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Mastering the Art of Preview Parties

Just visualizing yourself on a beach can make you almost as happy as sitting on a beach. A study published in the National Library of Medicine revealed that anticipation boosts happiness for travelers before their vacations even begin.

Take advantage of this knowledge with a pretrip or preview party designed to build excitement for your travelers about their upcoming tour. Longer trips can benefit from an event specifically designed to build excitement for the upcoming trip as well as share important travel information and allow for group members who are strangers to meet.

Find Your Purpose

Many loyalty travel planners use some type of preview party before a longer trip, but depending on the group, the events can look completely different. For example, some planners focus on more informational events by handing out packets of information and going over frequently asked questions.

“We have preparties for our bigger trips,” said Mary Beth Kurasek, travel club director for Busey Bank in Champaign, Illinois. “They will have tips on what to pack and how to prepare for the trip.”

Others will invite not just group members signed up for the trip, but also potential travelers in hopes of persuading them to join the trip. Passion can be contagious, so an enthusiastic travel planner talking face to face with a potential traveler can prove more persuasive than a promotional email.

Determine what ultimate goals you have for your pretrip party, then organize the event accordingly. If the invitation list is limited to booked travelers, you can focus more on ensuring group members meet one another.

Let participants introduce themselves to the group with a little background information and by asking them each one question, such as, what are they most looking forward to on the trip. Food or snacks with built-in time for conversation can also help with introductions.

Many travel planners will also create presentations with pictures of the destination alongside important travel details. When choosing what to cover, emphasize commonly asked questions, such as weather, currency, clothes and final itinerary information.

Print the information you will review for travelers to take home so they don’t have to take notes.

Dress It Up

On a pretrip party for a group tour of Spain, Spanish tapas, beer and wine greeted alumni of LaGrange College for a taste of the delicacies that were to come.

“We always have a party at the president’s home with everyone who is traveling,” said Martha Pirkle, director of alumni and community relations for the LaGrange College Alumni Association. “It’s a pretravel party for the travelers to go over any last-minute travel information, as well as to enjoy food from that region.”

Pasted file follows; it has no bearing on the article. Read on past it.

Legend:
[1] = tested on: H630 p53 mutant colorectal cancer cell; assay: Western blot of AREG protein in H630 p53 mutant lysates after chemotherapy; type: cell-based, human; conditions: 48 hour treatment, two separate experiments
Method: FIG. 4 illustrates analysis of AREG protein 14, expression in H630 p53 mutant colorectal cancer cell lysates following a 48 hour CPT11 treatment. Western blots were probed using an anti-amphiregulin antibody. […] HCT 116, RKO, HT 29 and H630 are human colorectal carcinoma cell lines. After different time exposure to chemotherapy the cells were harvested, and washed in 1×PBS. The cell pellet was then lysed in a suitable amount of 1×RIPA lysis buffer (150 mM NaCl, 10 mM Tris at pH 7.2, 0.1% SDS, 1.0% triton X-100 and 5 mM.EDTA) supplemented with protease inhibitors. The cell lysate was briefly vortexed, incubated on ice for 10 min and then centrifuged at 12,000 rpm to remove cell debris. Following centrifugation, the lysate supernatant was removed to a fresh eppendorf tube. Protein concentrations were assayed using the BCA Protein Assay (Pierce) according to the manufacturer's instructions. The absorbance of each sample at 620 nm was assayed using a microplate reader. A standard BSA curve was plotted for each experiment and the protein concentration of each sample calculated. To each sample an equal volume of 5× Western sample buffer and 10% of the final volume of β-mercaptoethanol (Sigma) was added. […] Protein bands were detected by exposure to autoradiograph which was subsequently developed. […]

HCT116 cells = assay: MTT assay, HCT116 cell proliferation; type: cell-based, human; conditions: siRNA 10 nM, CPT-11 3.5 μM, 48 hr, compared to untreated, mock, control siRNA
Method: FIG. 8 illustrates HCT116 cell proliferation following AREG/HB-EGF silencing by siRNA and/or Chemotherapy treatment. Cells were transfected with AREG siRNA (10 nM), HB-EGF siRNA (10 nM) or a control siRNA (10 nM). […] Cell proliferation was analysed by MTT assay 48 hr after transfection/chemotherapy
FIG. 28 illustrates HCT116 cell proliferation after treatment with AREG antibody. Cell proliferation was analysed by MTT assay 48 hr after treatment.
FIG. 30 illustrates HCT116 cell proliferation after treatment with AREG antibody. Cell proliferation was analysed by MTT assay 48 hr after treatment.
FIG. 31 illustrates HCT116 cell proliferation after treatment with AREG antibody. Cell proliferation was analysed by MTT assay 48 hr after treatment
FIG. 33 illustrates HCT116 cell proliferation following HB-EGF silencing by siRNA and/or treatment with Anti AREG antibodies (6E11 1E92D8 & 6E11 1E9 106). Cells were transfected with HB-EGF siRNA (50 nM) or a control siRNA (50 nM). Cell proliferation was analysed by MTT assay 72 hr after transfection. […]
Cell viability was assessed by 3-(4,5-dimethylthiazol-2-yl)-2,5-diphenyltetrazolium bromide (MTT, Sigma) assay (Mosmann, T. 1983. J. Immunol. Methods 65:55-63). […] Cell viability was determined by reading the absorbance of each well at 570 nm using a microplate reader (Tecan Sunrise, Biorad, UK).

Themed preview parties always add an element of anticipation to an upcoming journey. Try to set the stage for the destinations, whether that entails chocolate and cheese fondue for a trip to Switzerland, or leis, pineapple pork and luau decorations for a trip to Hawaii.

Even nonexotic destinations like Iowa can lend themselves to fun themed gatherings, such as a “Field of Dreams”-themed party with baseball stadium food and decorations.

Pinterest and other party-planning websites can provide inspiration for themed meals and decorations for any destination. Party stores and discount stores can also offer eclectic items that might fit your theme perfectly.

If nothing else, hanging destination photos around the room can instantly set the mood. A running photo slideshow in the background of the party can also serve as its own themed decoration.

Consider Your Audience

Traditional pretrip parties won’t work for every type of group. For example, Vanderbilt University has alumni spread across the country, so a traditional meet-and-greet makes no sense for travelers not located in the same state.

“I set up a conference call one or two weeks before the trip,” said Cary Allyn, director of the Vanderbilt Travel Program. “Everyone calls in, and we can talk through all the questions people may have about the trip. People really like that.”

The average age of your travelers should also factor into pretrip party planning. For example, boomers and younger travelers might not be able to attend a midday event that would typically work well for retired seniors.

Many younger travelers might also not be able to attend a full-length dinner before the trip, so shorter wine-and-cheese get-togethers after work hours might work best for this age group.

Try out various types of events to see which your travelers prefer. Just because your first pretrip party doesn’t work out, don’t assume that any type of event would fail.

Almost every preview party will have some travelers who won’t be able to attend. Give these travelers a call to talk through the travel details, and email the packet of information you gave to the rest of the travelers.

However your pretrip events unfold, you’ll ensure your group will daydream about the upcoming destination for weeks.